Command Issue June 2019

5 Ways to Nourish a Positive Spirit in Your Organization

By Mark Field

Walking law enforcement hallways, I find that morale remains one of the most discussed law enforcement topics. Morale is no respecter of title, salary, or hierarchy. It touches every level of any organization. Fortune 500 executives are not immune from dissatisfaction and complaining, which also impacts one’s favorite grocery cashier. The more demanding the job and less control employees exercise over what they do, the more likely they will suffer.

This article talks about ways that managers unwittingly weaken morale and offers five suggestions for greatly improving the spirit within an organization.

Most definitions of morale conclude: Psychological state of a person as expressed in self-confidence, enthusiasm, and/or loyalty to a cause or organization flowing from people’s conviction about the righteousness or worth of their actions and the hopes of high rewards (material or otherwise) in the future.

A 2007 study found that people whose work meets both criteria are more likely to experience exhaustion, poor sleep, anxiety, and depression. On a granular level, lack of cooperation, decreased work performance, employee retention, increased absenteeism, reduced personal initiative, overall poor attitudes – might signal poor morale.

An estimated 22 million employees are “actively disengaged” in their current positions, resulting in $350 billion per year in lost productivity and absenteeism. Another 53% of workers fall into the “not engaged” category. Generally, they are satisfied but “not cognitively and emotionally connected to their work and workplace,” i.e. they usually show up for work, do the minimum required, but will quickly head for the door for a slightly better offer.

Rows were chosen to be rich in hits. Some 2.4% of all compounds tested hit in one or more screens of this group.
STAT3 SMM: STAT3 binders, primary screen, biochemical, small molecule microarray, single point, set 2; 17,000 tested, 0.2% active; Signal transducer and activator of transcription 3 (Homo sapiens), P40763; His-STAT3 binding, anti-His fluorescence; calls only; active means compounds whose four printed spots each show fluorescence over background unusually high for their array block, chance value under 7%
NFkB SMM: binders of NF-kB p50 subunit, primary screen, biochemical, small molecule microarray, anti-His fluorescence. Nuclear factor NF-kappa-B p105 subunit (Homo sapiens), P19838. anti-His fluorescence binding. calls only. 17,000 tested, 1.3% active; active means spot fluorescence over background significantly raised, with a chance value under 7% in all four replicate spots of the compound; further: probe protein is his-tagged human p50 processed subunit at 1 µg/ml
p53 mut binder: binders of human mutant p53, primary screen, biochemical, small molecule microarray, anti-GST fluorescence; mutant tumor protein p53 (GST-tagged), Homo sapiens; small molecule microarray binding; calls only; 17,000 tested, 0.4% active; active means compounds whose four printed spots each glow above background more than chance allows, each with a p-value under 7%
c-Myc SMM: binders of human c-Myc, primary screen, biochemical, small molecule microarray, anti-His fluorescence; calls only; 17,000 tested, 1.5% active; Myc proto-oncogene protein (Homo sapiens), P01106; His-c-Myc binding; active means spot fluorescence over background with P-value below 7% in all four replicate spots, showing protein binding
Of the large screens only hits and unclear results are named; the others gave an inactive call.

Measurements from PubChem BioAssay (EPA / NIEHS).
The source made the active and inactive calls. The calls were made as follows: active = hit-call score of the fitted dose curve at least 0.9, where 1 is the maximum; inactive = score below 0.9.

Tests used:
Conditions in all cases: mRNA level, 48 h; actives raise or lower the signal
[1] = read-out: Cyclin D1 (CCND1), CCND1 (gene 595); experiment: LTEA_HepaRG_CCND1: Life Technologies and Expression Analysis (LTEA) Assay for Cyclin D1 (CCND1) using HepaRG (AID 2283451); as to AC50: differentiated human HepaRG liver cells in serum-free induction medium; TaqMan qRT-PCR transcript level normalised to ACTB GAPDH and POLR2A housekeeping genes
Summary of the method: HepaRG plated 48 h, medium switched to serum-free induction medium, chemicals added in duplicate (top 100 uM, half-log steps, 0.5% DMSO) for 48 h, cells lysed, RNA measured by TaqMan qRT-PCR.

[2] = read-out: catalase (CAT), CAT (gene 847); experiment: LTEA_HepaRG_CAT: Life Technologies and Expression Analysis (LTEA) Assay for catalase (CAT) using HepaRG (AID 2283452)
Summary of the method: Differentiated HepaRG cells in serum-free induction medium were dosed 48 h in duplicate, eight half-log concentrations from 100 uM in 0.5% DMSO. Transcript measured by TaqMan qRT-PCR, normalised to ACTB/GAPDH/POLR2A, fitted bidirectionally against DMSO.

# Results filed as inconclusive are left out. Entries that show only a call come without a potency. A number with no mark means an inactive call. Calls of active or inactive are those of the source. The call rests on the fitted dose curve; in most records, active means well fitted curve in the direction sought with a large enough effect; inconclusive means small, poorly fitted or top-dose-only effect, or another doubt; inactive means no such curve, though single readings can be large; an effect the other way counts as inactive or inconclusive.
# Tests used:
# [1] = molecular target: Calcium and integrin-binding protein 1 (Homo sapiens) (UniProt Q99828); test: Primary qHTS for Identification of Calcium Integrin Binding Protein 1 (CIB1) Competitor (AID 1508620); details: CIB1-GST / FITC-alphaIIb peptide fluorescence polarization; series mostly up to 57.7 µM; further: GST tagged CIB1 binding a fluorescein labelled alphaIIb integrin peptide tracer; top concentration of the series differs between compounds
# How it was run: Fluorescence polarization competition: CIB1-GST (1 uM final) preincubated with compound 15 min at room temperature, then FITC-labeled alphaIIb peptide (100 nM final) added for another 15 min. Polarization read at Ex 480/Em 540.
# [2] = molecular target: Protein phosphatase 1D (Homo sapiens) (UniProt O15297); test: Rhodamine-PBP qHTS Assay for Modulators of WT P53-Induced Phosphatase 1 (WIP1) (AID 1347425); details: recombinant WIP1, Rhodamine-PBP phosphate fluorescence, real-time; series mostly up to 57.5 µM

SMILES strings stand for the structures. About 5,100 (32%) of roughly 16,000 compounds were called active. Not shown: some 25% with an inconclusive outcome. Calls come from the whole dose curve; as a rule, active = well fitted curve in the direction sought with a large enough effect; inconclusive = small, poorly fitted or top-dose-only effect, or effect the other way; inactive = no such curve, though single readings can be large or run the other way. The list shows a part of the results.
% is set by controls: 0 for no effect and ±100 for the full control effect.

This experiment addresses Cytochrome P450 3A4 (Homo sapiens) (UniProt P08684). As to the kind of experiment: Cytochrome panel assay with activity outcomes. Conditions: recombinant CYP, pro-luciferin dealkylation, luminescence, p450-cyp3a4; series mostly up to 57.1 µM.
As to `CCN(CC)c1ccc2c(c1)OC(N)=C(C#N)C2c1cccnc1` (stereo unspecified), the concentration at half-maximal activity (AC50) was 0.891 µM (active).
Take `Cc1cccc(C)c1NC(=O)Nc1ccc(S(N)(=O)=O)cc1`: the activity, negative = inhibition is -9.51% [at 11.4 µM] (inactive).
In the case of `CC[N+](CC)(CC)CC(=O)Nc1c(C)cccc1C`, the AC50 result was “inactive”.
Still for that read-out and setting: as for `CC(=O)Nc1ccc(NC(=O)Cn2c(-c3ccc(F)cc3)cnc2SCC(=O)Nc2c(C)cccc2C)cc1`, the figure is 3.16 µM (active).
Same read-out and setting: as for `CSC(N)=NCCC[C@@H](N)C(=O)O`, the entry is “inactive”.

Disregarded, history repeated, foretells a probable no-confidence vote and ultimately a career ender. It is illogical to rationalize that the majority of people are disillusioned and dissatisfied. And, adopting a program/ project approach is rarely sustainable without proper care and nurturing.

Some may blame turnover problems on a litany of reasons while ignoring the real crux of the matter: people don’t leave jobs; they leave leaders.

Vision and commitment – coupled with a fresh perspective and focused
leadership to provide employees additional autonomy and lessen work demands – may avoid unnecessary suffering for the entire organization.

How can leaders unwittingly deplete morale?

  • #1 – Withholding Praise

A symbolic pat on the back can easily be dismissed, particularly with intrinsically motivated top performers.
Most humans relish accolades, none more than the self-motivated and self-disciplined.
Communicating with employees is fundamental to determine what motivates them to feel good, e.g., a free lunch, public recognition, written notes or commendations, promotions, additional responsibility. It is best to (immediately) reward them accordingly.
People should not be praised simply for arriving at work on time or working a full workday – these are the price of entry. Then again, failing to praise dedicated employees tends to erode their job commitment.

  • #2 – Overworking People

Nothing more stresses and burns out good employees than overworking them. Leaders naturally gravitate to overperformers who they know willing take on more work and responsibilities without complaint – and get the task done, correctly
the first time, and on time.
Overloading top performers has unintended consequences, leaving them feeling punished for great performance. It is also counterproductive. Research confirms productivity per hour declines sharply once workweeks exceed 50 hours. After 55 hours, work becomes ineffective.